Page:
They think that the wealthy Establishment will make them wealthy also. They don't really care about the 16 million children living in poverty. They will object to that but their actions prove it. As a recent Princeton study stated, we do no longer have a free democracy but we live with an oligarchy controlled government. So why do some that call themselves Democrats support this oligarchy? 1. They worship the wealthy and HRC is a strong member of the 1%. 2. They believe that the wealthy will help solve the poverty issue which is crazy because the 1% caused the poverty.

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Response to rhett o rick (Reply #15)

Wed Dec 23, 2015, 08:45 PM

16. We do. And we add out comment (nt)

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Response to F4lconF16 (Original post)

Wed Dec 23, 2015, 08:46 PM

17. Excellent Discussion! You Do Understand to At Least An 85% Degree Where WE Are As A Nation

and in some ways even more so. However, as well as you can visualize the TOTALITY of the Corruption of the Entire system, including the Democratic Party itself and its "leadership," you MUST understand that in this cycle, (by DESIGN orchestrated by The Corporatist Establishment), that The General Election is currently underway and is known by the current moniker as The Democratic PRIMARY Election!

If you or ANYONE else for that matter wants to have a voice in who will be the next President, such a person MUST Register as a Democrat and Vote in the Democratic PRIMARY Election.

As someone who has changed my Party Registration to No Party Affiliation and presently back to DEMOCRAT specifically to exercise my right to...

VOTE FOR THE ONLY CANDIDATE THAT CAN BE TRUSTED TO AT LEAST ATTEMPT FERVENTLY TO DO WHAT HE SAYS HE WANTS TO DO IF HE IS ELECTED... I will vote for, and do Financially Support Bernie Sanders.

I suggest that you as well as your cohorts do the same for this brief window of time in order to MAKE A DIFFERENCE.

Thanks for participating.

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Response to F4lconF16 (Original post)

Wed Dec 23, 2015, 09:02 PM

19. All in all, I think Hillary is the best the PTB will offer.

Take her or leave her. She may buy you time.

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Response to F4lconF16 (Original post)

Thu Dec 24, 2015, 04:25 AM

20. K & R for visibility of this N/T

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Response to F4lconF16 (Original post)

Thu Dec 24, 2015, 05:33 AM

21. Anyone who doesn't see the value of the Constitution has an awful lot to learn.

And if you think you can do without stable, sanely and representatively governed nation-states, you will end up with a one-world totalitarianism (or widespread anarchy which will eventually be the same thing), sure as shit.

But it isn't really my problem, it's yours, because thankfully I probably won't be around to see it. Your aspirations are too similar to the anti-government right for me. But to each his own. In this country, fortunately, we have a right to be wrong. We each have our own responsibility (to ourselves and the future) to think for ourselves and come to appropriate and correct judgments. If we don't, we pay for it that's all. There is a price-tag to being wrong, and it's high. But that's the way reality is too, isn't it, and there's no way to avoid that by enforcing our own supposedly correct beliefs on others. Constitutional democracy is a mess, but better than all the alternatives.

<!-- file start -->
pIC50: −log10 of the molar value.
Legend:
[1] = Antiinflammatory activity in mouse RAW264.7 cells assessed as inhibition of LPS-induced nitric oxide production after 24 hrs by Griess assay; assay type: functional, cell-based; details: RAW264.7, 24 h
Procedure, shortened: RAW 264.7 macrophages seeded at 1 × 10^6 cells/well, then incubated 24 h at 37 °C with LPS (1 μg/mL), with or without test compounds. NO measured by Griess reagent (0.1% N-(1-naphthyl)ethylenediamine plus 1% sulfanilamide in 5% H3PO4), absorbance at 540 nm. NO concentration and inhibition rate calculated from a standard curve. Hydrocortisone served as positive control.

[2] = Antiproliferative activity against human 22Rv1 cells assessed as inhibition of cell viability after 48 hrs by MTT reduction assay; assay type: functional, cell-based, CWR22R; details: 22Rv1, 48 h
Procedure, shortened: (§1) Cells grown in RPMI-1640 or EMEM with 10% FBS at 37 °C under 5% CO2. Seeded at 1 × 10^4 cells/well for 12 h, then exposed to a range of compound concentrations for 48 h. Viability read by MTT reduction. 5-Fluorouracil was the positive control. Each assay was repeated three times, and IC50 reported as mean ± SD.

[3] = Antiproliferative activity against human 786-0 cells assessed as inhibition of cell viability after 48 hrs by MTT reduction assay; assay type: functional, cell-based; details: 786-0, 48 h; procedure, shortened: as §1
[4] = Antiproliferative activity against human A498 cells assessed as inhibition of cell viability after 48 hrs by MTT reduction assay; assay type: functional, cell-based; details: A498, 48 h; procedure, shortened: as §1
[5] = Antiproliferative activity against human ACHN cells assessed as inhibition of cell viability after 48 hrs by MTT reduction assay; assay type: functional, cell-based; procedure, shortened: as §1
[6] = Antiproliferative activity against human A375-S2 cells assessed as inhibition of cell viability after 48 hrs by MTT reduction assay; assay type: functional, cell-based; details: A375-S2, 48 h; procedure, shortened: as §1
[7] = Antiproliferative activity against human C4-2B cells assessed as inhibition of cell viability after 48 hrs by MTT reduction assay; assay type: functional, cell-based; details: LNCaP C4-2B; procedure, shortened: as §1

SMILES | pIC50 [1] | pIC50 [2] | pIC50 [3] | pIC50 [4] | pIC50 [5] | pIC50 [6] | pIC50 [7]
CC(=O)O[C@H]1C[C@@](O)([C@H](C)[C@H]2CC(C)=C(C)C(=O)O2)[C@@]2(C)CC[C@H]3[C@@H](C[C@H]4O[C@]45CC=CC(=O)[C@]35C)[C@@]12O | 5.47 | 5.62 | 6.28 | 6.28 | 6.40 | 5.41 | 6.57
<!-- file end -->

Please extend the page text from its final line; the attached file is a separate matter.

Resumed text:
You're bright, you're articulate, and you're thinking. That's all wonderful. Someday (if you're fortunate enough to live long enough) you'll see things a lot differently, is all I can tell you. The situation isn't at all the way you think it is now. As a young person, that is unavoidable. It isn't at all what people blithely suppose it to be. Real vision doesn't come easy and it doesn't come quick, and it isn't common knowledge.

The main quality lacking, as far as I can see, is gratitude. You stand on some very tall shoulders, which you don't seem to recognize, let alone understand, the value of at all. That is a huge mistake. Self-hate, even collectively, does not lead to anywhere on the sanity spectrum. It's a chronic neurosis, which I have seen too often used as a very effective lever to lead people into some very dangerous cults (a major blight of the current time... there's a very good book on the cult phenomenon btw called Snapping by Flo Conway and Jim Siegelman, everyone today should read it), and other manipulative, predatory relationships.

I couldn't agree more with what you've said about HRC though.

Good luck out there in the world, to you, and to all the millenials. You'll need it. Keep educating yourself and learn all you can about what happened before your time, and the cons that have been pulled before -- because the same ones are always pulled over again with a new generation who haven't seen them before, you'll be shocked at how true that is. I believe it's your only hope. (I mean "you" collectively, of course.) It's what each new generation has had to realize and then learn to do.

Life is not a John Lennon song. Too many people seem confused about that. Ask yourself, who does internationalism benefit... everyday people? or the mega-rich?






13 generations of my family went into this place, I sure hope those after us don't lose it once us oldsters are gone. But as I said, I won't be here to see it. I'd like to think this generation won't be the first one to fail as caretakers of what was given them.